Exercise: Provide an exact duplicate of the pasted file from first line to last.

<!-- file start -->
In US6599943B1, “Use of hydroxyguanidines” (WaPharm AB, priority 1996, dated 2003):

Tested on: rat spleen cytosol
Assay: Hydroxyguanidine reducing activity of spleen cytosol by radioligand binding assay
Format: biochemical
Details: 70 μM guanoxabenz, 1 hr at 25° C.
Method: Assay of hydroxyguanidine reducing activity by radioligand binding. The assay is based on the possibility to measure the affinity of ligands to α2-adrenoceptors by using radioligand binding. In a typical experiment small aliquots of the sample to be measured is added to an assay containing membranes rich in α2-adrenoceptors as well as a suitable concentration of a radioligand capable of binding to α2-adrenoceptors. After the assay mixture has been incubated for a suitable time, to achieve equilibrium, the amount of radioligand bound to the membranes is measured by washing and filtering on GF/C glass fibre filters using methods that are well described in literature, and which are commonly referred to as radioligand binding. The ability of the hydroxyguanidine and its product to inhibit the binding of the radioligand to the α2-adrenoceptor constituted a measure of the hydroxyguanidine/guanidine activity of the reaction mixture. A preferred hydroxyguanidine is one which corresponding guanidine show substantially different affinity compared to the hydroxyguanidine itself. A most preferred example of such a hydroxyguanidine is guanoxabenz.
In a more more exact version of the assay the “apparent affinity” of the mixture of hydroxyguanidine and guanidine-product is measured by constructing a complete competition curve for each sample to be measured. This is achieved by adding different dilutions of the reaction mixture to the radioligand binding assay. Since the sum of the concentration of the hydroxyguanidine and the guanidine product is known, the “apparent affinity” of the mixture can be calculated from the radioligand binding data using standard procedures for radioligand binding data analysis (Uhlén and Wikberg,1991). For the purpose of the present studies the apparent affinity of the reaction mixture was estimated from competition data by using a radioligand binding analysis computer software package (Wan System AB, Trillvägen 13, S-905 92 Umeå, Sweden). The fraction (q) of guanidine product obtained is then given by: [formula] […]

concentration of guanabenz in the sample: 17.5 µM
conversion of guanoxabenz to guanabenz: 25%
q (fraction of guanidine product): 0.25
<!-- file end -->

In US6599943B1, “Use of hydroxyguanidines” (WaPharm AB, priority 1996, dated 2003):

Tested on: rat spleen cytosol
Assay: Hydroxyguanidine reducing activity of spleen cytosol by radioligand binding assay
Format: biochemical
Details: 70 μM guanoxabenz, 1 hr at 25° C.
Method: Assay of hydroxyguanidine reducing activity by radioligand binding. The assay is based on the possibility to measure the affinity of ligands to α2-adrenoceptors by using radioligand binding. In a typical experiment small aliquots of the sample to be measured is added to an assay containing membranes rich in α2-adrenoceptors as well as a suitable concentration of a radioligand capable of binding to α2-adrenoceptors. After the assay mixture has been incubated for a suitable time, to achieve equilibrium, the amount of radioligand bound to the membranes is measured by washing and filtering on GF/C glass fibre filters using methods that are well described in literature, and which are commonly referred to as radioligand binding. The ability of the hydroxyguanidine and its product to inhibit the binding of the radioligand to the α2-adrenoceptor constituted a measure of the hydroxyguanidine/guanidine activity of the reaction mixture. A preferred hydroxyguanidine is one which corresponding guanidine show substantially different affinity compared to the hydroxyguanidine itself. A most preferred example of such a hydroxyguanidine is guanoxabenz.
In a more more exact version of the assay the “apparent affinity” of the mixture of hydroxyguanidine and guanidine-product is measured by constructing a complete competition curve for each sample to be measured. This is achieved by adding different dilutions of the reaction mixture to the radioligand binding assay. Since the sum of the concentration of the hydroxyguanidine and the guanidine product is known, the “apparent affinity” of the mixture can be calculated from the radioligand binding data using standard procedures for radioligand binding data analysis (Uhlén and Wikberg,1991). For the purpose of the present studies the apparent affinity of the reaction mixture was estimated from competition data by using a radioligand binding analysis computer software package (Wan System AB, Trillvägen 13, S-905 92 Umeå, Sweden). The fraction (q) of guanidine product obtained is then given by: [formula] […]

concentration of guanabenz in the sample: 17.5 µM
conversion of guanoxabenz to guanabenz: 25%
q (fraction of guanidine product): 0.25